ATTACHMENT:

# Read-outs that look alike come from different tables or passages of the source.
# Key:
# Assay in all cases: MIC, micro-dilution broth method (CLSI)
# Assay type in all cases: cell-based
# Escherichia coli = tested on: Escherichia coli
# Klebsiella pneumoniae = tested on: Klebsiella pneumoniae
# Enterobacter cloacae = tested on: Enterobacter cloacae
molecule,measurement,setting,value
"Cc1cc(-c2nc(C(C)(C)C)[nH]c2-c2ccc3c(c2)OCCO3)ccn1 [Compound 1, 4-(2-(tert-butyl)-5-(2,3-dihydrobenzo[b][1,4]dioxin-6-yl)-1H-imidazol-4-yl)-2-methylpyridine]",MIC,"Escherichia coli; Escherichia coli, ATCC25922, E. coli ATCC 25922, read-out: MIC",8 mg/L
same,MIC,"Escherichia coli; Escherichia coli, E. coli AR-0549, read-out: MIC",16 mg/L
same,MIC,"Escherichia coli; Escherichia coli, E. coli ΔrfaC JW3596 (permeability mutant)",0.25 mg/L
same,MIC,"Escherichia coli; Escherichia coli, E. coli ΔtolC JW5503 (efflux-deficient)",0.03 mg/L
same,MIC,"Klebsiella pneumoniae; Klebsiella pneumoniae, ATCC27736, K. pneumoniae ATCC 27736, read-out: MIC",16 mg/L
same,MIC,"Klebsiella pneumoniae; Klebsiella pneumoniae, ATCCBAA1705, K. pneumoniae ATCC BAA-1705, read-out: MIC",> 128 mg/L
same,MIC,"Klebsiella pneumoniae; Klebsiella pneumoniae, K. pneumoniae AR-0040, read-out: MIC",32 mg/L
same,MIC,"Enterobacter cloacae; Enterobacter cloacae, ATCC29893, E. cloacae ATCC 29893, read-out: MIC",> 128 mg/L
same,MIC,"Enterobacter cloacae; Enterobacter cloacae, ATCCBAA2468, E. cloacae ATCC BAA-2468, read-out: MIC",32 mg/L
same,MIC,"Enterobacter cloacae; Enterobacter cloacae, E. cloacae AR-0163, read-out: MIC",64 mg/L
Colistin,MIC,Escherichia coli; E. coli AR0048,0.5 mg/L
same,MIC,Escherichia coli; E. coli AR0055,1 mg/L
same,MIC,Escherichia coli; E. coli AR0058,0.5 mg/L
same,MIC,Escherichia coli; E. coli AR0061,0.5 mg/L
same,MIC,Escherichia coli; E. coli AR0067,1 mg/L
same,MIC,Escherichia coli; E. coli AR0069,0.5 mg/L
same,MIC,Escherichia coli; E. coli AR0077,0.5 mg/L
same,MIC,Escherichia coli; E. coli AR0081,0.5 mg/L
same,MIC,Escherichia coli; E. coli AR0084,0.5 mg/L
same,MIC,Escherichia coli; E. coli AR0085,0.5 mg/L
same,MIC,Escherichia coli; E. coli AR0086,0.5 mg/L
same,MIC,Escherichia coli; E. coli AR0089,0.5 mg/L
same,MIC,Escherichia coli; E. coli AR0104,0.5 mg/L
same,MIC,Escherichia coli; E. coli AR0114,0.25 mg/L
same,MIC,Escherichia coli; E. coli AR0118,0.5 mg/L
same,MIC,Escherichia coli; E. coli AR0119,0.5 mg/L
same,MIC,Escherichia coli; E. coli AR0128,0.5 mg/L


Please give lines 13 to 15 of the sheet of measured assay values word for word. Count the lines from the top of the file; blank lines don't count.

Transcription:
same,MIC,"Klebsiella pneumoniae; Klebsiella pneumoniae, ATCC27736, K. pneumoniae ATCC 27736, read-out: MIC",16 mg/L
same,MIC,"Klebsiella pneumoniae; Klebsiella pneumoniae, ATCCBAA1705, K. pneumoniae ATCC BAA-1705, read-out: MIC",> 128 mg/L
same,MIC,"Klebsiella pneumoniae; Klebsiella pneumoniae, K. pneumoniae AR-0040, read-out: MIC",32 mg/L